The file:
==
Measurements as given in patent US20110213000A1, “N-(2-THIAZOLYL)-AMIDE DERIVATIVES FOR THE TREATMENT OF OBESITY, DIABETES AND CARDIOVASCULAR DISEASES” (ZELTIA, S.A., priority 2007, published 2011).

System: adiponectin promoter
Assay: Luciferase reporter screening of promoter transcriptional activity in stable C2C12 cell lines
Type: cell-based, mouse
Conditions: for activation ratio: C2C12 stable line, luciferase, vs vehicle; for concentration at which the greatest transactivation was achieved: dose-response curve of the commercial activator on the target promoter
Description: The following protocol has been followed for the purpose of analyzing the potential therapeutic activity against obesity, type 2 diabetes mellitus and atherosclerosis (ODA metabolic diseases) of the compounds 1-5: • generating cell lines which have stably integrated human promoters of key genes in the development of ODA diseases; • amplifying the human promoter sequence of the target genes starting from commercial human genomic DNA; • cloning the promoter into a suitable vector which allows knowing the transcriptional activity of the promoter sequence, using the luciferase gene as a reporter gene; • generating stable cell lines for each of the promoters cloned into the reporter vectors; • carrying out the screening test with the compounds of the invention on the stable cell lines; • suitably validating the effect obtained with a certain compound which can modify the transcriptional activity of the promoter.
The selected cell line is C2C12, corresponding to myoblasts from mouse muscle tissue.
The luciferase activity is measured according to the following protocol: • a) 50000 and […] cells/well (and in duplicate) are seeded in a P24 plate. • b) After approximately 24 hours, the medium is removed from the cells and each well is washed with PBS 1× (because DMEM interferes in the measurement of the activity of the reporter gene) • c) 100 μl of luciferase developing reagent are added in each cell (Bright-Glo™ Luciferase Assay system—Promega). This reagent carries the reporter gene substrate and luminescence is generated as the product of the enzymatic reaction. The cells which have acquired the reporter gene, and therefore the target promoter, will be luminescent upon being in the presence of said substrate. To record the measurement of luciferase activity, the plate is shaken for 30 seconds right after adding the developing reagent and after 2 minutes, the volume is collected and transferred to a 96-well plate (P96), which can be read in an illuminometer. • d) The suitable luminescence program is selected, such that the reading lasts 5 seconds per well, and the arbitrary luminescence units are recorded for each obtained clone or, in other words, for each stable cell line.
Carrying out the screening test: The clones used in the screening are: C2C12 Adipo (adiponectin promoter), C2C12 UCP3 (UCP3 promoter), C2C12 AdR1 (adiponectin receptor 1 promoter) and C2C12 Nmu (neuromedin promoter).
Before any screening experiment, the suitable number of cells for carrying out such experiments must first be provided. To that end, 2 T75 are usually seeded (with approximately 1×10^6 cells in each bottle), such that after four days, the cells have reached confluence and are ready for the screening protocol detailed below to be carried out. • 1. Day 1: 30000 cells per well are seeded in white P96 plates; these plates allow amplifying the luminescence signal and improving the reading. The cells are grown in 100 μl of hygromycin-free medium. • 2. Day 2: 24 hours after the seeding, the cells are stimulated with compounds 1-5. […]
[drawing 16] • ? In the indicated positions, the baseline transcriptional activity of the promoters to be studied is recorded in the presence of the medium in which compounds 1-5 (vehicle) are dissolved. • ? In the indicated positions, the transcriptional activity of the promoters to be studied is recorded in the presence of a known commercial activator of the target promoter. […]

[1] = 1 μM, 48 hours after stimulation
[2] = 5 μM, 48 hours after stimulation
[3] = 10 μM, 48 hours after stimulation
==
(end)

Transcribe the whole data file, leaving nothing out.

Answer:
Measurements as given in patent US20110213000A1, “N-(2-THIAZOLYL)-AMIDE DERIVATIVES FOR THE TREATMENT OF OBESITY, DIABETES AND CARDIOVASCULAR DISEASES” (ZELTIA, S.A., priority 2007, published 2011).

System: adiponectin promoter
Assay: Luciferase reporter screening of promoter transcriptional activity in stable C2C12 cell lines
Type: cell-based, mouse
Conditions: for activation ratio: C2C12 stable line, luciferase, vs vehicle; for concentration at which the greatest transactivation was achieved: dose-response curve of the commercial activator on the target promoter
Description: The following protocol has been followed for the purpose of analyzing the potential therapeutic activity against obesity, type 2 diabetes mellitus and atherosclerosis (ODA metabolic diseases) of the compounds 1-5: • generating cell lines which have stably integrated human promoters of key genes in the development of ODA diseases; • amplifying the human promoter sequence of the target genes starting from commercial human genomic DNA; • cloning the promoter into a suitable vector which allows knowing the transcriptional activity of the promoter sequence, using the luciferase gene as a reporter gene; • generating stable cell lines for each of the promoters cloned into the reporter vectors; • carrying out the screening test with the compounds of the invention on the stable cell lines; • suitably validating the effect obtained with a certain compound which can modify the transcriptional activity of the promoter.
The selected cell line is C2C12, corresponding to myoblasts from mouse muscle tissue.
The luciferase activity is measured according to the following protocol: • a) 50000 and […] cells/well (and in duplicate) are seeded in a P24 plate. • b) After approximately 24 hours, the medium is removed from the cells and each well is washed with PBS 1× (because DMEM interferes in the measurement of the activity of the reporter gene) • c) 100 μl of luciferase developing reagent are added in each cell (Bright-Glo™ Luciferase Assay system—Promega). This reagent carries the reporter gene substrate and luminescence is generated as the product of the enzymatic reaction. The cells which have acquired the reporter gene, and therefore the target promoter, will be luminescent upon being in the presence of said substrate. To record the measurement of luciferase activity, the plate is shaken for 30 seconds right after adding the developing reagent and after 2 minutes, the volume is collected and transferred to a 96-well plate (P96), which can be read in an illuminometer. • d) The suitable luminescence program is selected, such that the reading lasts 5 seconds per well, and the arbitrary luminescence units are recorded for each obtained clone or, in other words, for each stable cell line.
Carrying out the screening test: The clones used in the screening are: C2C12 Adipo (adiponectin promoter), C2C12 UCP3 (UCP3 promoter), C2C12 AdR1 (adiponectin receptor 1 promoter) and C2C12 Nmu (neuromedin promoter).
Before any screening experiment, the suitable number of cells for carrying out such experiments must first be provided. To that end, 2 T75 are usually seeded (with approximately 1×10^6 cells in each bottle), such that after four days, the cells have reached confluence and are ready for the screening protocol detailed below to be carried out. • 1. Day 1: 30000 cells per well are seeded in white P96 plates; these plates allow amplifying the luminescence signal and improving the reading. The cells are grown in 100 μl of hygromycin-free medium. • 2. Day 2: 24 hours after the seeding, the cells are stimulated with compounds 1-5. […]
[drawing 16] • ? In the indicated positions, the baseline transcriptional activity of the promoters to be studied is recorded in the presence of the medium in which compounds 1-5 (vehicle) are dissolved. • ? In the indicated positions, the transcriptional activity of the promoters to be studied is recorded in the presence of a known commercial activator of the target promoter. […]

[1] = 1 μM, 48 hours after stimulation
[2] = 5 μM, 48 hours after stimulation
[3] = 10 μM, 48 hours after stimulation